"We check to make sure the champagne is on ice," Backus joked.
Should a signal survive the tests, the astronomers would contact observatories around the world for independent verification and begin the process of notifying humankind.
'A question of loneliness'
Visions of that day have fired the imaginations of scientists and dreamers at least since classical Greece.
"Possibly it's a question of loneliness," said Charlene Anderson, associate director of the Planetary Society. "Humanity sees itself on top of the evolutionary ladder. We look around, and there's no one to talk to.
"Is there someone else who has developed beyond where we have developed? Who got to the stage where they had the means to destroy their environment and can tell us how they passed through that phase?"
The SETI Institute employs a psychologist as "interstellar message group leader," whose job is to think about an appropriate response to an alien message. The International Academy of Astronautics and the International Institute of Space Law have sent a white paper on key issues in extraterrestrial communication to the U.N. Committee on the Peaceful Uses of Outer Space.
But unless the signal were a simple beacon, Shostak said, it would be unlikely that humans would understand it. Any civilization that could be detected from Earth is likely to be so far advanced, he said, that human attempts at eavesdropping would be similar to ants trying to listen to humans.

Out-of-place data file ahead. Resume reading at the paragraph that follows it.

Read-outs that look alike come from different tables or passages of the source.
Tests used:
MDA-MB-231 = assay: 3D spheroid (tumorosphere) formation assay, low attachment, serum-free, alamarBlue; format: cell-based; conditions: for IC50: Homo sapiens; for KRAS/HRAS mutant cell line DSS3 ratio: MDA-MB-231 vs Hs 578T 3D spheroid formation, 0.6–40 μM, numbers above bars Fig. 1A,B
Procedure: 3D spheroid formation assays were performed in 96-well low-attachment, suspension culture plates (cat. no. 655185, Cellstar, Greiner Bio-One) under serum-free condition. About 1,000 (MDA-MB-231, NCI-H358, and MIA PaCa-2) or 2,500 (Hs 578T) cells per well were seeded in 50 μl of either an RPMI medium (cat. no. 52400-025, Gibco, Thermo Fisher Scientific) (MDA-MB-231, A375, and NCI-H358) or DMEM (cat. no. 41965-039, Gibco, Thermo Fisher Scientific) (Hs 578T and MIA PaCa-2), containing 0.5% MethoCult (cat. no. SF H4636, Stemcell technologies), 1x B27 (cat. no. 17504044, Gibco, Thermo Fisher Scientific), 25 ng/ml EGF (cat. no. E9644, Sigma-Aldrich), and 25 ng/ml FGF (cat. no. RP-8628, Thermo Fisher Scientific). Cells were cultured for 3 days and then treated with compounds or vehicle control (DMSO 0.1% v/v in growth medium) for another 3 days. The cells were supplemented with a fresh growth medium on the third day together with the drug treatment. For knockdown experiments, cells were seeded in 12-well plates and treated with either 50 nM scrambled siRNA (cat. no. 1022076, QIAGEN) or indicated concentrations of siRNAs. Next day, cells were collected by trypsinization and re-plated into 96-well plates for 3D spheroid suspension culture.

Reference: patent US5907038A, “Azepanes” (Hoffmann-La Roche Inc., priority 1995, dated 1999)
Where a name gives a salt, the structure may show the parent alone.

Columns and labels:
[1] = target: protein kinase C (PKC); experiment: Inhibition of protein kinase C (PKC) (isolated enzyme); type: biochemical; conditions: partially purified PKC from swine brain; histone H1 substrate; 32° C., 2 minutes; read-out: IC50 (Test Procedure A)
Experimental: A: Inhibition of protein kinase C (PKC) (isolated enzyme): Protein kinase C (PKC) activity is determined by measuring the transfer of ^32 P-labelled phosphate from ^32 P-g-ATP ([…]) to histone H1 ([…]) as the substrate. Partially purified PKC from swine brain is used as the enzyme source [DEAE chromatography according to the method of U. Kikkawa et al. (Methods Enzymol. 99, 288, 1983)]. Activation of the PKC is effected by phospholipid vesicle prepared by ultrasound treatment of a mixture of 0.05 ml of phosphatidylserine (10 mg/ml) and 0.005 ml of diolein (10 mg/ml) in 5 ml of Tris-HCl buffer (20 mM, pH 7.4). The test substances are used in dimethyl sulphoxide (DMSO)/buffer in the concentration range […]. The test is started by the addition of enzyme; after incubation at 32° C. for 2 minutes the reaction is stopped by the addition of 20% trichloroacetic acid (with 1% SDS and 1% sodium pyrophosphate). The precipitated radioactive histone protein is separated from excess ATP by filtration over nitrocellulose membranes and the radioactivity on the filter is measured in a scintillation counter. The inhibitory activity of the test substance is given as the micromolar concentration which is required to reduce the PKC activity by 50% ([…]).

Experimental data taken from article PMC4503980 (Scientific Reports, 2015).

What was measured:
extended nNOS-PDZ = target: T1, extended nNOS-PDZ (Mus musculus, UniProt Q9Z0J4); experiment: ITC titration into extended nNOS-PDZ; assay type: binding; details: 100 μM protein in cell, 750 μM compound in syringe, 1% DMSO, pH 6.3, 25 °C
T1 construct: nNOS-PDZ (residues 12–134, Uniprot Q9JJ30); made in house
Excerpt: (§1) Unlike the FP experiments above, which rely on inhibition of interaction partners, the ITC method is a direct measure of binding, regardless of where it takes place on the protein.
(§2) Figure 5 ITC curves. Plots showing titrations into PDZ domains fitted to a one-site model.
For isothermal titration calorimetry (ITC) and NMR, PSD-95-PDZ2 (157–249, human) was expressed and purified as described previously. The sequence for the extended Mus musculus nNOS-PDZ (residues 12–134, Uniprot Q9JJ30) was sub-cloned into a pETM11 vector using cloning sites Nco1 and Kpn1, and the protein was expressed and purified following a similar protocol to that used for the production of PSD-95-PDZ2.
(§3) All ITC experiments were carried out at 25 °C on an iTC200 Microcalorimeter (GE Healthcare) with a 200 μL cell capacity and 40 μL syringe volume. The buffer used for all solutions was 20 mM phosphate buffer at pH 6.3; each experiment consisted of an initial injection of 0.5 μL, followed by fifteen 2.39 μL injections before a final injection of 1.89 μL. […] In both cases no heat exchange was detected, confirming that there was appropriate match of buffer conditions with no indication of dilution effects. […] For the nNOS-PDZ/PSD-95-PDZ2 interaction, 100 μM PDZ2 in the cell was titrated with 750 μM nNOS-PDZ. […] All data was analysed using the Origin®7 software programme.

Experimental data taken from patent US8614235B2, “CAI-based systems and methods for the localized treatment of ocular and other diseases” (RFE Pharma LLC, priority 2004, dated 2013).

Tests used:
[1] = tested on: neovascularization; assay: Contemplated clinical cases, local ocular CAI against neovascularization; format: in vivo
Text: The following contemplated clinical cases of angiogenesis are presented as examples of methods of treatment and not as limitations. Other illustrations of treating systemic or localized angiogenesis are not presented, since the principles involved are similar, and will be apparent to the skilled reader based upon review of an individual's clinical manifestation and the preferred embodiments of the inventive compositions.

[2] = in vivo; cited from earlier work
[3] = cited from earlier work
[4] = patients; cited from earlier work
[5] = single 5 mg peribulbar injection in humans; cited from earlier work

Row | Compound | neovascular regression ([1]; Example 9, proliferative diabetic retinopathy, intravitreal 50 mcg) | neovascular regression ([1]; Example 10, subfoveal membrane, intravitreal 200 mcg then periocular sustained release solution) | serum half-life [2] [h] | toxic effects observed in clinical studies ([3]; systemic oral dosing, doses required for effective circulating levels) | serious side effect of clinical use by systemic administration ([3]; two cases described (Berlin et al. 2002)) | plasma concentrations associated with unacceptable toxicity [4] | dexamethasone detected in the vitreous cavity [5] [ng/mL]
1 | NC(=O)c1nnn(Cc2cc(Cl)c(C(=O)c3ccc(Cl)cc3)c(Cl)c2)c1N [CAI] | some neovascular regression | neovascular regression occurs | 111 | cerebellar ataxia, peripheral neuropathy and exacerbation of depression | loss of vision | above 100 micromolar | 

Messages might take millennia
Attempts at two-way communication would face additional challenges. Given the vast distances involved, speed-of-light transmissions could take centuries or millennia to arrive.
"I don't find that terribly dismaying," Shostak said. "The real message is that you picked up the signal. It would tell us that we are not alone and that this little world we get so exercised about is just a small part of the universe."
But for now, the champagne remains corked. More than 40 years after Drake first pointed a radio telescope at two nearby stars in search of an intentional transmission, scientists have yet to find credible evidence of extraterrestrial intelligence.
Backus, who is spending his career on the search, said he is skeptical himself.
"I would be willing to bet a substantial amount of money that there is simple life somewhere else in the universe, something on the level of bacteria," he said. "Whether there is life that is complex, that develops technology, that's the big question. . . . The only way to know for sure is to do the experiment."